America’s top transportation safety regulator wants to know why Tesla didn’t issue a recall of its “Autopilot” feature after a series of deadly crashes with emergency vehicles — and is investigating the company’s requirement that “full self driving” testers sign non-disclosure agreements.
The National Highway Traffic Safety Administration is threatening to hit Tesla with hundreds of millions of dollars in fines.
Following a series of incidents in which Teslas in autopilot mode allegedly crashed into police and other emergency crews, Tesla issued a software update that addressed the problem, according to a letter the NHTSA sent to Tesla.
But issuing software updates that fix safety issues without issuing a formal recall is against the agency’s rules.
“Any manufacturer issuing an over-the-air update that mitigates a defect that poses an unreasonable risk to motor vehicle safety is required to timely file an accompanying recall notice to NHTSA,” the agency told Eddie Gates, Tesla’s director of field quality, in a letter that was first reported by the Associated Press.
The letter asks for a list of events that motivated the software update, as well as what vehicles it was sent to and whether the measures extend to Tesla’s entire fleet.
It also asks the Elon Musk-helmed company — which recently revealed plans to relocate its headquarters from California to Texas — whether it intends to file recall documents.
“If not, please furnish Tesla’s technical and/or legal basis for declining to do so,” the agency asks.
Tesla has to comply with the request by Nov. 1 or face court action and civil fines of more than $114 million, the agency wrote.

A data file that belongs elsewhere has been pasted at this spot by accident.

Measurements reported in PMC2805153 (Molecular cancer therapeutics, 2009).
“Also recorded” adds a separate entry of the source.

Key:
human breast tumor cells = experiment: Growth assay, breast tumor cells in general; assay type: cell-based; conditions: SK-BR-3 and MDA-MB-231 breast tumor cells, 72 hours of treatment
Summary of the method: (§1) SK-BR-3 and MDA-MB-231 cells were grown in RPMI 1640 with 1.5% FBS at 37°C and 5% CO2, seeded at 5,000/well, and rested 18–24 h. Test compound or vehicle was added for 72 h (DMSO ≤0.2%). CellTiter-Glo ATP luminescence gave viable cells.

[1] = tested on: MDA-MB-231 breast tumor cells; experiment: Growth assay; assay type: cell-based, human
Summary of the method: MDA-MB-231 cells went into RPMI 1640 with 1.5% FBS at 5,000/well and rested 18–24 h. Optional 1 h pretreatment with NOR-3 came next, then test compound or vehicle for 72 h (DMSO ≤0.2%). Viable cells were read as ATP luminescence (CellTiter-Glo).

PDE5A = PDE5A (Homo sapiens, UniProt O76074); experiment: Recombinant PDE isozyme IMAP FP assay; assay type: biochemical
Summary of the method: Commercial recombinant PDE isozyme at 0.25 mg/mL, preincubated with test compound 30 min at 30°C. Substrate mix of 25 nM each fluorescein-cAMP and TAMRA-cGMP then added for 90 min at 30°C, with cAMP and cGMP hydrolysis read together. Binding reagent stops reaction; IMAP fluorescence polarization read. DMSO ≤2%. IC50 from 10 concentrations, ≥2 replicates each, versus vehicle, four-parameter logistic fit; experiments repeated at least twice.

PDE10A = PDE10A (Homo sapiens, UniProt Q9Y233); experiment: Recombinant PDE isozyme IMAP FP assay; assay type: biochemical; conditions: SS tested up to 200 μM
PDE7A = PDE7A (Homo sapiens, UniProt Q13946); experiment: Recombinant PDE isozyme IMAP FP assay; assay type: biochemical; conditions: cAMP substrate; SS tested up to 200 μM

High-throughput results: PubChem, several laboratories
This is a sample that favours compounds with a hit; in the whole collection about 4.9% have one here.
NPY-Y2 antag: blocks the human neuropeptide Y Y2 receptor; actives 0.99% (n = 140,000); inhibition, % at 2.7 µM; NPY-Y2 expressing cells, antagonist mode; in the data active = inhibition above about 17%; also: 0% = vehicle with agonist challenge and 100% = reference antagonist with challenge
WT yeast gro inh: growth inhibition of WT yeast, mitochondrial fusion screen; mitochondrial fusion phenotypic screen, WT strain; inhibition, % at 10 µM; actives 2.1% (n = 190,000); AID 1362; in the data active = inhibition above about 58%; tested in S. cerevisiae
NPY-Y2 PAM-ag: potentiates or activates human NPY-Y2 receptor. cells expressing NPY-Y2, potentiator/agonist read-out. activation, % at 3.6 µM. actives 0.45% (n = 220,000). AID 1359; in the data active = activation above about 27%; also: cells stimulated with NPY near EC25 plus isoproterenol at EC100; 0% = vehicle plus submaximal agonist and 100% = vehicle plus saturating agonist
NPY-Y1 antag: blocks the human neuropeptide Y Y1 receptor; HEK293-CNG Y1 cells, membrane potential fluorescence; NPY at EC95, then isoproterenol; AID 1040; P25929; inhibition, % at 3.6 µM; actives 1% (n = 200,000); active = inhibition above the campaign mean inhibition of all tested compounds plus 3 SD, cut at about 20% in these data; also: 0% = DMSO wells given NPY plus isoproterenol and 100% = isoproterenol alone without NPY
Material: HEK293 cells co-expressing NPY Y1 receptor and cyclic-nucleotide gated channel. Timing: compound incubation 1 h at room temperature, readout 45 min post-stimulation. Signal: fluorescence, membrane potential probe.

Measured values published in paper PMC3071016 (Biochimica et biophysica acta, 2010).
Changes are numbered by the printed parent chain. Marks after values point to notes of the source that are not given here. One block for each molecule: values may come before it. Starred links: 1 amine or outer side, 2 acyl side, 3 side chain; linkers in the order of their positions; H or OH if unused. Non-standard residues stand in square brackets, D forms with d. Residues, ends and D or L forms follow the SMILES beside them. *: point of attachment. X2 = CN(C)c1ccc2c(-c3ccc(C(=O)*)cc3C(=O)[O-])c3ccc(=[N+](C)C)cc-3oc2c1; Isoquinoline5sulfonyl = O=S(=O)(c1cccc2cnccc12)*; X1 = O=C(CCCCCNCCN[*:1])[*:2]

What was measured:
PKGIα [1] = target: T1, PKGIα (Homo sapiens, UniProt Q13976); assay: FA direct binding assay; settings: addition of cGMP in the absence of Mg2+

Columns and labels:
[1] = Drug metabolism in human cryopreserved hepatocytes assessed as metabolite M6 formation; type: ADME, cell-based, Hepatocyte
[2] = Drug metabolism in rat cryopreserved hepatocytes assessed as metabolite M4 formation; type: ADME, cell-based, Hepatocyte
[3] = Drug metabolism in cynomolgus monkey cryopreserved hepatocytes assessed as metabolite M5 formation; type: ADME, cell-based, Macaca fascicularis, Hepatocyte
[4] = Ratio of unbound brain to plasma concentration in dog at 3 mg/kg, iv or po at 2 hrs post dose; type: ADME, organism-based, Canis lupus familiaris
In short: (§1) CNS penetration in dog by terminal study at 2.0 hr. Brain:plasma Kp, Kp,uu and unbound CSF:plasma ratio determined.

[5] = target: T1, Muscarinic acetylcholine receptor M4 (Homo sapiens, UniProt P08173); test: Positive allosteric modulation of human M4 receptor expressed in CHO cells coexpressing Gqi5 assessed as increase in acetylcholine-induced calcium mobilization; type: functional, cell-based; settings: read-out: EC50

In a separate special order sent to Tesla, NHTSA says that the company may be taking steps to hinder the agency’s access to safety information by requiring drivers who are testing “Full Self-Driving” software to sign non-disclosure agreements.
The order demands that Tesla describe the non-disclosure agreements and how they are signed by Tesla drivers. The company also must say whether Tesla requires owners of vehicles equipped with autopilot to agree “to any terms that would prevent or discourage vehicle owners from sharing information about or discussing any aspect of Autopilot with any person other than Tesla.”
Responses must be made by a Tesla officer under oath. If Tesla fails to fully comply, the order says the matter could be referred to the Justice Department for court action to force responses. It also threatens more fines of over $114 million.
Tesla, which does not have a media relations department, did not reply to a requests for comment from The Post or the Associated Press.
The letter represents a further chilling of the already frosty relationship between the NHTSA and Tesla.
In August, the agency said it had opened a formal investigation into Tesla’s autopilot and was aware of 11 crashes since 2018 in which Teslas on Autopilot or Traffic Aware Cruise Control have hit emergency vehicles with flashing lights, flares or other emergency signals.
The investigation covers 765,000 vehicles — or nearly every car that the company has made since 2014.